The two earlier peaks were sharp but steadily declined. The last peak fell away on the back of the stimulus but turned again when the stimulus was withdrawn.
If hidden unemployment (given the depressed participation rate) is added to the broad ABS figure the best-case (conservative) scenario would see a underutilisation rate well above 15 per cent at present. Please read my blog – Australian labour underutilisation rate is at least 13.4 per cent – for more discussion on this point.
The next quarterly update will be for the August-quarter 2018 and will be published published in the September 2018 Labour Force release. In between those releases, the monthly estimates will guide our thinking.
Aggregate participation rate – fell by 0.2 points to 65.5 per cent
Even with the tepid employment change, total unemployment (and the rate) fell because of the decline in participation.
Unemployment fell by 26,800 this month but if the participation rate had not fallen, total unemployment and the unemployment rate would have risen.
By how much?
The labour force is a subset of the working-age population (those above 15 years old). The proportion of the working-age population that constitutes the labour force is called the labour force participation rate. Thus changes in the labour force can impact on the official unemployment rate, and, as a result, movements in the latter need to be interpreted carefully. A rising unemployment rate may not indicate a recessing economy.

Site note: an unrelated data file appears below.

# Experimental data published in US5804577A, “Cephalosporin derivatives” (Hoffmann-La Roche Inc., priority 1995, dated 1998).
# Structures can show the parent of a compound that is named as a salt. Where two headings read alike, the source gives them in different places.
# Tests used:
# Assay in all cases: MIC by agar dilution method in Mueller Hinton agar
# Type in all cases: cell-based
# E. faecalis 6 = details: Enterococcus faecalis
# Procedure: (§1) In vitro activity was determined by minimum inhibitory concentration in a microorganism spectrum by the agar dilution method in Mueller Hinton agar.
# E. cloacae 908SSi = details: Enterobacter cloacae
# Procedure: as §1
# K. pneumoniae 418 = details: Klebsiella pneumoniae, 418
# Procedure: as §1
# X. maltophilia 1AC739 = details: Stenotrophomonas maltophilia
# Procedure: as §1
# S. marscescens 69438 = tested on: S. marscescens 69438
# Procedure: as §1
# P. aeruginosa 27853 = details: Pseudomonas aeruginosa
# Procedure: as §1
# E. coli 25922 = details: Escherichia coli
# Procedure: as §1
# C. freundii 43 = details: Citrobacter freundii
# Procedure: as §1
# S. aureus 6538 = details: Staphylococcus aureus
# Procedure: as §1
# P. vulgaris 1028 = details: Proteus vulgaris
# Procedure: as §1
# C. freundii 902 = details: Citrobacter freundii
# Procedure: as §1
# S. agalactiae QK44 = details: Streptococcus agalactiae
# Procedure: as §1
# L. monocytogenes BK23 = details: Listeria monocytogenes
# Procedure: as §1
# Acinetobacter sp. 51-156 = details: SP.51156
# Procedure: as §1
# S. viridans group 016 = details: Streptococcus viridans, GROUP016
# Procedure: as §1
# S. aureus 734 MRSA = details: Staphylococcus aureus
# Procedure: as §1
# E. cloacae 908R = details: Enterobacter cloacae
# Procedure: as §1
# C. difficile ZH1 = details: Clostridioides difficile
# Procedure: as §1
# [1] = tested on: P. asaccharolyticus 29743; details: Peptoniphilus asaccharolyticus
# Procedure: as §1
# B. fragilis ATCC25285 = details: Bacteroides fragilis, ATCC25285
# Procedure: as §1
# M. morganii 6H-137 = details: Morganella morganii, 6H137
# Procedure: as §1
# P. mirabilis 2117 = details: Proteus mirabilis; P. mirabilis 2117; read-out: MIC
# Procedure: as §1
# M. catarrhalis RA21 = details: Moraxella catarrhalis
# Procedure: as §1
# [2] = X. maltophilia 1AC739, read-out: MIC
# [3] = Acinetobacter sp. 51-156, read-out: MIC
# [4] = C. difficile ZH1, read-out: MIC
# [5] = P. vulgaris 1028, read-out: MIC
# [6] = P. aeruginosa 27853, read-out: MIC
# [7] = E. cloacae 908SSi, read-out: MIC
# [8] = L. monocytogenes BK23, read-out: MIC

The labour force can expand as a result of general population growth and/or increases in the labour force participation rates.
The following Table shows the breakdown in the changes to the main aggregates (Labour Force, Employment and Unemployment) and the impact of the rise in the participation rate.
The change in the labour force in May 2018 was the outcome of two separate factors:
- The underlying population growth added 16.3 thousand persons to the labour force. The population growth impact on the labour force aggregate is relatively steady from month to month but has slowed in recent months; and
- The fall in the participation rate meant that there were 31.1 thousand workers dropping out of the labour force (relative to what would have occurred had the participation rate remained unchanged).
- The net result was that the labour force declined by 14.8 thousand (rounded).